Plastic surgery is not strictly transhumanist—it aims neither to improve health nor enhance the body's performances—but it lays the groundwork for the acceptance of a hybrid, customized body. Reconstructive surgery repairs the body. But when the goal is aesthetic, it transforms the body. Paradoxically, that modification leads to a normative conception of the body rather than its singularization. Moreover, the invasive nature of plastic surgery paves the way for more drastic transformations.
Some people wear necklaces that blink to the rhythm of their heartbeat. Others have had devices implanted allowing them to "feel" the North. In either case, these are demonstrative gadgets that prefigure objects with more potential. External appendages, they are outward signs of participating in a project: Their function is therefore quite superficial. They are symbols, futuristic substitutes for crosses or religious medals.
The electroencephalogram (EEG) measures the brain's electrical activity. It is the means by which a direct neuronal interface or brain-machine interface is installed. In other words, it establishes direct communication between the brain and the machine. Unlike usual interfaces, it does not require a mechanical movement (fingers on a keyboard, the hand on a mouse). It seems plausible to imagine that one day everybody will be able to control various machines by implants they will have had inserted into their bodies.
Considered one of the earliest modern prosthetists, Swiss physician Jean-André Venel (1740–1791) developed a corset for people with scoliosis, a curvature of the spine. The idea was to treat a malformation or disability. Technically, the corset is an orthotic device, which compensates for an absent or deficient function, as opposed to a prosthesis, which replaces a function. Orthotics are the forerunners of the exoskeleton, the development of which is accelerating for civilian and military uses.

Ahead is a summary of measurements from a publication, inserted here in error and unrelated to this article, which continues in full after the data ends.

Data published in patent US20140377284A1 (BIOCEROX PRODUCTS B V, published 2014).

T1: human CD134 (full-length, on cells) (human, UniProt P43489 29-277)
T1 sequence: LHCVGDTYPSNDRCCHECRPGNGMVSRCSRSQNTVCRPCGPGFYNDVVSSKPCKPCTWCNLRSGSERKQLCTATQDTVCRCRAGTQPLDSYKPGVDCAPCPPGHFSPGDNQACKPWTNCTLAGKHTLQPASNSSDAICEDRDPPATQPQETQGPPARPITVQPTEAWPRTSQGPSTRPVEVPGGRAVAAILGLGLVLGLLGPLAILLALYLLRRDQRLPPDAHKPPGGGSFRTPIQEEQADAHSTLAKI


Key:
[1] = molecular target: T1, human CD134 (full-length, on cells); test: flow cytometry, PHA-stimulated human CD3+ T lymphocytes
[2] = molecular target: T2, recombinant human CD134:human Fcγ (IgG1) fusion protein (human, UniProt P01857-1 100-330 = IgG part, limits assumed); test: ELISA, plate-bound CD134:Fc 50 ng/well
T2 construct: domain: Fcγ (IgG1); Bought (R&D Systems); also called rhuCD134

This exoskeleton can be used for therapeutic purposes or to augment the wearer’s motor skills. Many companies sell such products, in general as support for a strenuous activity or to treat physical handicaps. But DARPA, the Defense Advanced Research Projects Agency, is working on the most spectacular exoskeleton prototype, capable of turning a soldier into a nearly inexhaustible war machine.
Cognitive neuroscience studies the neurobiological mechanisms (memory, perception, motor skills, language, reasoning, emotions) linked to knowledge and to our functioning. In the wake of philosophy and psychology, we are now trying, through experiments that implement the precise measurement of brain activity during motor or intellectual activities, to understand the functioning of the brain. The applications are numerous: improvement of direct human-machine communication; use of neuroprostheses (controlled by thought) or improvement of learning capacities notably through the use of virtual reality. One of the major challenges in this field lies in understanding selfawareness, elucidating the famous Cogito.
A bar, a (full) meal. These “total” foods are not dietary supplements but food substitutes.
The dietary supplement Elysium contains nicotinamide riboside, which has been shown to have positive effects on cell regeneration in mice. Although the findings of a 2016 study on humans look promising, the company's methods are controversial. Six Nobel Laureates are among its scientific advisers, but the power of this kind of supplement seems limited: aging is a multifactor process and acting on one factor alone cannot slow it down.